School bans boy over Scottish knife at dance

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The Independent US

A high school student in Michigan was told yesterday he could not return to class until after Christmas because the traditional Highland costume he wore to the end-of-year prom in May included the traditional knife in his sock.

A high school student in Michigan was told yesterday he could not return to class until after Christmas because the traditional Highland costume he wore to the end-of-year prom in May included the traditional knife in his sock.

Although 16-year-old Jeremy Hix said he wore the three-inch skean dhu for decoration and harboured no malicious intent, he fell foul of state law and policy at Holt High concerning offensive weapons on school premises. Like many schools in America, Holt High is on alert after a rash of shootings across the country left dozens of teenagers dead or wounded.

After two months of legal wrangling, the boy narrowly escaped being expelled. He will still be able to attend social functions during the autumn term and will have his school privileges reinstated in January. The suspension will not be entered into his school record.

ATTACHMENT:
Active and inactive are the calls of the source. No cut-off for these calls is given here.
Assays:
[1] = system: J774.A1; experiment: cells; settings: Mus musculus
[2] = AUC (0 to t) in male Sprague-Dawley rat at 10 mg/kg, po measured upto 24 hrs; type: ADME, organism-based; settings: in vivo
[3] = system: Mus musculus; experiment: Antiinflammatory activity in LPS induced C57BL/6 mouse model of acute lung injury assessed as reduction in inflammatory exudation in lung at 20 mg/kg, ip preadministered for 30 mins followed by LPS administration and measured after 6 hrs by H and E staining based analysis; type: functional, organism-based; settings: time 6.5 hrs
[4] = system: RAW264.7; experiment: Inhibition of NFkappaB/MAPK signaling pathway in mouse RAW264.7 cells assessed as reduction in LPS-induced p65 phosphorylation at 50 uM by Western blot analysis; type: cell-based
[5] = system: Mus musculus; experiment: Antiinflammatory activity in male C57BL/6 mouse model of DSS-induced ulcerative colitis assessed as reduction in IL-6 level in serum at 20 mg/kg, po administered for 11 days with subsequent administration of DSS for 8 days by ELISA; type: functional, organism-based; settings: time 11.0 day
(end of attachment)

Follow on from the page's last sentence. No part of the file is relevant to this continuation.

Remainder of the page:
He is said to be one of the brighter students at Holt High, outside the state capital Lansing, played bagpipes for a hobby and spent two years constructing the traditional Scottish costume with his mother.

His get-up for the prom included a kilt, sporran and feathered cap as well as the offending knife. "It really didn't enter my mind that it was a knife and we should be worried,'' said his mother, Colleent.

After a school chaperone spotted the knife, the boy was told to leave and stay away from classes for the last few days of the year. Usually, bringing a knife to school would incur a minimum 180-day suspension under Michigan law.

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